Columbans join Restore’s 25th anniversary celebrations

Local charity Restore is proudly celebrating its 25 year anniversary. Columban Inter-religious Dialogue Co-ordinator Mauricio Silva and his wife have served Restore in different capacities over the years. He was invited to speak at the event, held at St. Martin in the Bullring, Birmingham on Wednesday 3rd July 2024.

Restore is a project of Birmingham Churches Together, working with refugees and asylum seekers in and around Birmingham. It is a faith-based organisation responding to the call of Jesus, supporting those who have fled persecution in their own countries to find safety in the UK. Through befriending, group social activities and employability training, Restore aims to build relationships and equip people for integration and raise awareness of refugee issues whilst working for change by partnering and campaigning with others to improve systems and services that affect refugees and asylum seekers.

Following many years of community engagement, Columban Missionaries in Britain are actively involved in grassroots initiatives that bring together people from different faith traditions, cultures and religions. They particularly focus on supporting people seeking sanctuary in the city of Birmingham.

The Columbans and Restore are united in their vision for the fair and compassionate treatment of refugees and asylum seekers, and are proud to support one another’s initiatives aimed at ‘welcoming the stranger’ and assisting in their integration into society.

The Columbans were pleased to join Restore for its celebration at St. Martin in the Bullring, Birmingham on the evening of Wednesday 3rd July 2024. Joined by Columban Companions James Trewby, Anna Marshall and his wife, Nathalie Marytsch, Mauricio Silva, who was Chair of the Management Committee until last year, was asked to say a few words.

Restore celebration at St. Martins in the Bullring
Restore's celebration at St. Martins in the Bullring

“We are celebrating 25 years of service that Restore has offered to our city, communities, churches, and many refugee friends. There have been many many moments of laughter, friendship, and companionship that thousands of individuals have enjoyed because of the work of this project for so many years.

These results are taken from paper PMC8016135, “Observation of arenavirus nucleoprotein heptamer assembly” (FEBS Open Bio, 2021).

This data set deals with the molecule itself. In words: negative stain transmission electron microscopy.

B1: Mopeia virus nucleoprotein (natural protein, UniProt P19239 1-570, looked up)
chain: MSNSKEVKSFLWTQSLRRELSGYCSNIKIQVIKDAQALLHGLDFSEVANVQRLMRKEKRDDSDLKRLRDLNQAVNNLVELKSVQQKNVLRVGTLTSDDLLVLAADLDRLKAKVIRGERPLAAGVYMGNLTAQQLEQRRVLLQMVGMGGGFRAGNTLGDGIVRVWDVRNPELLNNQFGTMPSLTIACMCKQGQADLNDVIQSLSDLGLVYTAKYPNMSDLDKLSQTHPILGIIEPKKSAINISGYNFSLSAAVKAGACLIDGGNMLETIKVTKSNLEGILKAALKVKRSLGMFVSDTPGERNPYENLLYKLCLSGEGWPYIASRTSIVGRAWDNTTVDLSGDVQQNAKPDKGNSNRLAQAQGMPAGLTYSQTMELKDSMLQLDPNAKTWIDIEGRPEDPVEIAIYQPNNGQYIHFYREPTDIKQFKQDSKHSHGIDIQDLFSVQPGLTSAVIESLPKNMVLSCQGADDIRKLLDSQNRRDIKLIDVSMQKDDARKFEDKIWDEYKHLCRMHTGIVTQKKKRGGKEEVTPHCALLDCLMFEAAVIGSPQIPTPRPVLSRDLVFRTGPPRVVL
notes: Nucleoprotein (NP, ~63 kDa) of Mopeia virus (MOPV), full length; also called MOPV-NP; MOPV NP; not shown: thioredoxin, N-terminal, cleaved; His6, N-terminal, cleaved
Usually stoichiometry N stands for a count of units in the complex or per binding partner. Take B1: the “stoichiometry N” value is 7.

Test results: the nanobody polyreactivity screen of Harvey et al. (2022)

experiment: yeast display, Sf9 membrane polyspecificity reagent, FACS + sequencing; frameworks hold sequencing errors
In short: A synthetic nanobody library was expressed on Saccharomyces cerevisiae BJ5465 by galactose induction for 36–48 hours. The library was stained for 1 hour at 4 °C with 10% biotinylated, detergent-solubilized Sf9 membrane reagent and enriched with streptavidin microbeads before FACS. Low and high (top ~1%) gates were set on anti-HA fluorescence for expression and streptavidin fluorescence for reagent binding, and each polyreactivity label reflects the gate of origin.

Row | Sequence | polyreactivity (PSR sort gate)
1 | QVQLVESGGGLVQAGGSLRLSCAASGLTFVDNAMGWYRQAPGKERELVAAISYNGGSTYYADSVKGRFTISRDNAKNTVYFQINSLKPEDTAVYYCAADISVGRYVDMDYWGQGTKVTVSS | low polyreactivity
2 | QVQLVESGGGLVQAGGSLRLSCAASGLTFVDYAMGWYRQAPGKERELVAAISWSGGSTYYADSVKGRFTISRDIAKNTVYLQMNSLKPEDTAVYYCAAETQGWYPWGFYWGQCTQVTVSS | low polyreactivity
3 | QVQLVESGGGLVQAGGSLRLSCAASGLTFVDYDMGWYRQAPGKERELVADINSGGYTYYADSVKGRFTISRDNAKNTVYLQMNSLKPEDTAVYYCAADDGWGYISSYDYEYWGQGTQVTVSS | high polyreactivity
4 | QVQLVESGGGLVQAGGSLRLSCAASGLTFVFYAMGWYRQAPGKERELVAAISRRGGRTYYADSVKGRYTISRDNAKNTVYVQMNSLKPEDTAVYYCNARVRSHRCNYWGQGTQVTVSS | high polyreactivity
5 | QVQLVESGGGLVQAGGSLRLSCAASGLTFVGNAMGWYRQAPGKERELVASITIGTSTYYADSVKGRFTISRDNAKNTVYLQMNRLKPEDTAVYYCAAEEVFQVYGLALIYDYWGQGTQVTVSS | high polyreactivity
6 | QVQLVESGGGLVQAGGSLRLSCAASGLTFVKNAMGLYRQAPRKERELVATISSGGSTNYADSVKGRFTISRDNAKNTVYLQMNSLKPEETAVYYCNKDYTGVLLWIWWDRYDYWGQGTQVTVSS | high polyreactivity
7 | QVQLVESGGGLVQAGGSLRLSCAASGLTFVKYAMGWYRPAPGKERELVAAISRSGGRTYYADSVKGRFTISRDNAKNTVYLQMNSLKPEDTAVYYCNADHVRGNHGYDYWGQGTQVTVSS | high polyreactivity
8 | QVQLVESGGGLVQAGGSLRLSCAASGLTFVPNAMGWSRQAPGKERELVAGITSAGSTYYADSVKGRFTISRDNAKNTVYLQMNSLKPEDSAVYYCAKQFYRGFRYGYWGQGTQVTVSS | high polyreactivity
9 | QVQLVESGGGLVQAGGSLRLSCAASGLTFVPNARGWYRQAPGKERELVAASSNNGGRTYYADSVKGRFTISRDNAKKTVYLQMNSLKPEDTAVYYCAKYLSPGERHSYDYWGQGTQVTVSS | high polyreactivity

But, as in life itself, every celebration encompasses a share of sadness and lamentation. My lamentation is connected to a question my wife and I discussed recently. Why is the work of Restore still, if not more, needed than 25 years ago? Why does our society continue to be so hostile to refugees and migrants today?

Thanks to Restore, I have personally, along with my wife, befriended refugee individuals and families; volunteered for summer and Christmas programmes and men’s activities; helped run a voucher exchange scheme; supported the coordinators’ work by doing first visits; and served as a member, and lately the Chair, of the Management Committee for six years until the end of last year.

My initial motivation to get involved in the work of Restore came from my missionary vocation as part of the Columban Missionaries. Journeying alongside those on the margins of society is the core of our Columban service. While that was my initial motivation, what kept me going was, I must admit, the positive impact and opportunities that Restore offered me as a person of faith.

Below I share one example…

A while ago, and for more than three years, I befriended an asylum seeker who was rapidly losing his sight. Our weekly encounters included a 30-minute walk from his place to Harborne’s Post Office to collect his allowance as well as a shopping trip to buy what he needed for the week.

Almost every week, he would be waiting for me in his best clothes. While walking, he would ask me if I could find a nice spot along the way for him to have a picture taken. I would then take a few photos of him. As we walked along, he would ask me to describe each of those pictures and give him my opinion on whether or not he looked handsome in them. He would ask me to select one and discard the rest. He also asked me to store these weekly pictures on a pen drive. That photo session became a weekly routine.

One day, he explained to me that he hoped to show those photos to his children when they come to the UK. Besides, he said he wanted to show them to potential girlfriends he might meet online!

He was struggling massively with the hostility of the asylum system on top of the challenges of learning to live as a blind person in a foreign land. At times, being the recipient of his frustration was a heavy burden to bear. But when I remember those times, what has stayed with me is that in many of those frustrating moments, we both found a way to diffuse our tensions by singing songs of praise together. As we walked down from Harborne to his house, our singing helped us both feel grateful for journeying together despite his trials.

Looking back, I can see that those weekly photo sessions spoke to me about the profound hope that moves humans to overcome challenges—challenges which, if not experienced, can never be understood. Our singing together taught me to trust that even when we walk through the dark valleys of pain and struggle, we must fear no evil, for surely God is journeying with us.

Thank you to Restore and everyone who supports it. Its work blesses and touches so many lives.”